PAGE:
Sunday, 6 January 2008

The Assassination of Jesse James by the Coward Robert Ford

Starring: Brad Pitt, Casey Affleck
Music: Nick Cave/Warren Ellis
Director:Andrew Dominik
Writers: Andrew Dominik (screenplay), Ron Hansen (novel)
Director of Photography: Roger Deakins
Release Date:30 November 2007 (UK)

It's hard to imagine this film being much of a success, despite starring Brad Pitt. It's a long-haul: slow-moving, intensely melancholic and sombre, dealing in grey-paletted landscapes and skyscapes, pauses, silences, things unsaid as much as things said. Still, it's been critically successful, and it address questions pertinent to today's society: Fame. Hero worship. The desire to be someone else, as an escape from the drudgery of your own life ("do you want to be like me, or do you want to be me?"). The realisation that that someone else is "just a man," just like you, and that he perhaps struggles with the same sense of drudgery and hopelessness, as you do.

John Hillcoat’s fine Australian western, 'The Proposition' is a film to which I compared this, if only because it features a similarly melancholic soundtrack by the same two men, Nick Cave and Warren Ellis (Cave, by the way, has a cameo near the end of the film, and, what with his weatherbeaten face and large moustache, he looks like he belongs nowhere else if not in a western saloon). Partly because of this music, the mood is similar - fatalistic, sad. Yet Hillcoat’s film allows a greater sense of engagement with its characters, and therefore provides a basis for the sadness, which is not really the case here, as I shall go on to explain. The two films have different themes as well: 'Proposition' dealt with the coming of the frontier, of civilisation; it dealt with man's relation to the land, the primal versus the civilised, the clash of cultures, the role of family, the role of violence, and the execution of law and order. Here, even though the setting is the actual American west, rather than Australia, less traditionally 'western' concerns predominate: as outlined at the end of the previous paragraph, the emphasis is instead on fame, hero worship, the desire to be someone else.

Notably, the film conveys a sense of the drudgery and sheer hardship of life in the west that many films miss, and, unlike most other westerns (with the exception of 'True Grit'), the dialogue often feels authentic – slightly grandiose, perhaps stilted to our ears – almost Elizabethan; slow, deliberate, unusual, and just right. In addition, the carefully crafted sound design adds a vital, if almost imperceptible extra dimension to practically every scene – whether through the sound of a child singing heard through a window, or a half-open door; whether through wind in the grass, chatter in a saloon, or the rumble of an approaching train felt, as much as heard, through an ear pressed to the rails.

Such attention to sonic detail complements the strong visual sense of the film: everything in the frame is there for a purpose, every frame is composed in an almost painterly fashion. One of the most striking examples is a stunning shot of Jesse’s silhouetted figure disappearing into a cloud of smoke as a train approaches, then re-appearing seconds later in another place. Also striking are the ‘interludes’ that punctuate the main action, in which spoken narration (passages from the novel on which the film is based) is overlaid onto moody shots of clouds moving across the sky, glimpses of fields and snow through windows, sunlight falling on an empty interior, all shot through a strange, hazy, dream-like lens. I was reminded of a Russian drama I’d seen a few days before - 'The Return', in which the landscape becomes almost a character, or at least a driving force which partially dictates why the characters behave how they do and what courses of action they take.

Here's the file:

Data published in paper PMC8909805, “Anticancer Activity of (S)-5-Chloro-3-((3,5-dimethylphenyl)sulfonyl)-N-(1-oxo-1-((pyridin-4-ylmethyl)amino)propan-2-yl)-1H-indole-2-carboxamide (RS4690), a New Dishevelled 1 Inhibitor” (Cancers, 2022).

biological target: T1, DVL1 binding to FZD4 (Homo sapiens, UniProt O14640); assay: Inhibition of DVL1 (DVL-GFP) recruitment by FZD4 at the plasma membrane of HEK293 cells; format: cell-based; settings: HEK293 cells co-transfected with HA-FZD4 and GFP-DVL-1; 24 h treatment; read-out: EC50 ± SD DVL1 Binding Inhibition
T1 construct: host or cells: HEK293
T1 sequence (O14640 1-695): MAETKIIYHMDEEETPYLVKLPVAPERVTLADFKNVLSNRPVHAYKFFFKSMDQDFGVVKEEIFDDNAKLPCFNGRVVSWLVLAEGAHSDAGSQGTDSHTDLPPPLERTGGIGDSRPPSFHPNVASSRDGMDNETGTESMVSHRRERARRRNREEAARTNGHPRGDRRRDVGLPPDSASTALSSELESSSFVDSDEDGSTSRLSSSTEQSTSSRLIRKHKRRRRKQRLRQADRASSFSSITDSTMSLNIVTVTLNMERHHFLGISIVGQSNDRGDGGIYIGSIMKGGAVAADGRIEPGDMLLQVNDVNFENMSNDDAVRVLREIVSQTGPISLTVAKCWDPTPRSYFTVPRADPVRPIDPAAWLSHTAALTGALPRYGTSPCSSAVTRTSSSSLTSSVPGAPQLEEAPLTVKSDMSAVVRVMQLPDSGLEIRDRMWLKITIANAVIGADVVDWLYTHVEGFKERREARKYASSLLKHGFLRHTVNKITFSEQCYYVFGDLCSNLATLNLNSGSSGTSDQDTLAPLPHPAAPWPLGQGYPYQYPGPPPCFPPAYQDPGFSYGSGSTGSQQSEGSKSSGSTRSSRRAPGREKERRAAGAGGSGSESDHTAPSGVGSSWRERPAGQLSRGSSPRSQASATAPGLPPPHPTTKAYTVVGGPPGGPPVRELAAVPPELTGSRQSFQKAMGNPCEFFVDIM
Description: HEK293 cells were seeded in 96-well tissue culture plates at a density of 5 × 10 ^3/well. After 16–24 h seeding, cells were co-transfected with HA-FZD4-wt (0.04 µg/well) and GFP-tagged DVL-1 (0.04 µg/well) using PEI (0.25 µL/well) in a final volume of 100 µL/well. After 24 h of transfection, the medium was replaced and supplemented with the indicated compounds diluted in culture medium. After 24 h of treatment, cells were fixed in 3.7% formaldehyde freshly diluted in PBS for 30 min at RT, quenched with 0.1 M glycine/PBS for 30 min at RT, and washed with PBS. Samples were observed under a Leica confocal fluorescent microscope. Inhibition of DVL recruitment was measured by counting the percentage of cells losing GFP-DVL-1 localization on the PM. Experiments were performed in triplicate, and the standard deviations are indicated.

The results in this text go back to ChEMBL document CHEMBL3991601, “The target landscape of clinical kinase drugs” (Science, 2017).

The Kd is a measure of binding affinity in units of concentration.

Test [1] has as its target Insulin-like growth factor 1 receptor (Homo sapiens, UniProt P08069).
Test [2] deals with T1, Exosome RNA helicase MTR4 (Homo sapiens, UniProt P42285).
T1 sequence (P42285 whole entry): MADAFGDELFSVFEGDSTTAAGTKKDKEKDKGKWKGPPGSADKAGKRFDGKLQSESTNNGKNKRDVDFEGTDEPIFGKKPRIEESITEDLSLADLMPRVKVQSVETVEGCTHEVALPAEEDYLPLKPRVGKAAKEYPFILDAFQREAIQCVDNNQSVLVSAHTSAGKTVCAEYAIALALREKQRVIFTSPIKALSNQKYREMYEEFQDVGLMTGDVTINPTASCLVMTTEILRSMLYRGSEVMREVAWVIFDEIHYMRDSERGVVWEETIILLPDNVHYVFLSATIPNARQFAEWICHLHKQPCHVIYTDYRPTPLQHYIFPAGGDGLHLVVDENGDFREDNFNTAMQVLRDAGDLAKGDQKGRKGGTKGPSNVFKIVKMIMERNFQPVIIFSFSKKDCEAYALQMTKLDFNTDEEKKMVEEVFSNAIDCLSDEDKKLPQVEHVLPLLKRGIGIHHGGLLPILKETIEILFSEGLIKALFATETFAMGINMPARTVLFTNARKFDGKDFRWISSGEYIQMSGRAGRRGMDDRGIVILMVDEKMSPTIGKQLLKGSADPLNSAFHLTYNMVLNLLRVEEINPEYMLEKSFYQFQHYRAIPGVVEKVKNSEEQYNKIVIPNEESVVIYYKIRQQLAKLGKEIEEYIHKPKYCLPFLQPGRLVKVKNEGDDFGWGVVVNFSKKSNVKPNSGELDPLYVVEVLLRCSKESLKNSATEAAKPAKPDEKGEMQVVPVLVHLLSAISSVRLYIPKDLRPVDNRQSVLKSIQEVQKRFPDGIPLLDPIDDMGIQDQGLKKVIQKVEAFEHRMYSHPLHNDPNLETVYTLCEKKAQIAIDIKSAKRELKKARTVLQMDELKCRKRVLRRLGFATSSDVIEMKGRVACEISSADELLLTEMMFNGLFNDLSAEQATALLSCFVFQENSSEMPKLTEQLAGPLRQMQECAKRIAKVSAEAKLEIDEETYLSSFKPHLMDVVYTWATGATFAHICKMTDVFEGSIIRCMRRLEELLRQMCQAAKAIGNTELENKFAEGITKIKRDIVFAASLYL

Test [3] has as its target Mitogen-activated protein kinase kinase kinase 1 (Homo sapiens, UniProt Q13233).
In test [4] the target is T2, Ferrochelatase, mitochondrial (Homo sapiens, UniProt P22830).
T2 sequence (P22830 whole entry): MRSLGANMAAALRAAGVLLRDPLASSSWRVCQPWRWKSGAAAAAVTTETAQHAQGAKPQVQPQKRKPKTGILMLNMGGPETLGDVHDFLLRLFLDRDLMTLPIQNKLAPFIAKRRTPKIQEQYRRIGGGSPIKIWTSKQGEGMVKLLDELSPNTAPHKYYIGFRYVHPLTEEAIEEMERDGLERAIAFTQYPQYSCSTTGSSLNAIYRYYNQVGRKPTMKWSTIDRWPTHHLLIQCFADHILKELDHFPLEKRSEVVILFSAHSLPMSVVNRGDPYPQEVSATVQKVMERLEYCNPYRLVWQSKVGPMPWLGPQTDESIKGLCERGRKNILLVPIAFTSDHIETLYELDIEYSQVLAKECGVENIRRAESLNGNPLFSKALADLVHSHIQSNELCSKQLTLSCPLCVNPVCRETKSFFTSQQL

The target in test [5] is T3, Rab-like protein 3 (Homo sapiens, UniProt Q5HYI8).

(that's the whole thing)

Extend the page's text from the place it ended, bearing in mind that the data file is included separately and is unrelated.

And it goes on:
Tying in with this, Roger Ebert comments on the bleak emptiness of the landscape (like McCabe and Mrs Miller, it was shot in Canada - all huge grey skies, desolate waving wheat-fields, snow, ice, and mud), and how, because of this, because "the land is so empty, it creates a vacuum demanding men to become legends." Whether or not Jesse James wants to become a legend (and the film implies that he does not, that he is, at the very least, ambivalent towards his status), his actions do seem to indicate some attempt to go beyond the ordinary, to carve a place for himself, if only for some obscure, inner sense of satisfaction, completion.

I say this partly because no explanation is sought, or offered, by anyone in the film, for the gang's actions. This is simply what they do - perhaps to avoid the drudgery of working in a grocery store, like Bob, or making shoes, as Frank suggests he will do; perhaps for the money, to give themselves a chance of a fuller life. Perhaps simply because, in this environment, doing anything feels almost like a random act. The film is detached from the characters, and the characters are detached from themselves. At one point, Jesse speaks about watching himself from outside: "I look at my red hands and my mean face... and I wonder 'bout that man that's gone so wrong." The state governor comments that, while some say Jesse's crimes are revenge on Republicans and people who wronged his family, his victims didn't seem to be chosen on account of their political persuasion. In other words, he's no political rebel. He's just an outlaw, who does what he does - who knows why? That's not important to the governor. He wants the man captured, not to understand his motivation. The film should go beyond his concerns though, and examine the latter..shouldn't it? Doesn't it?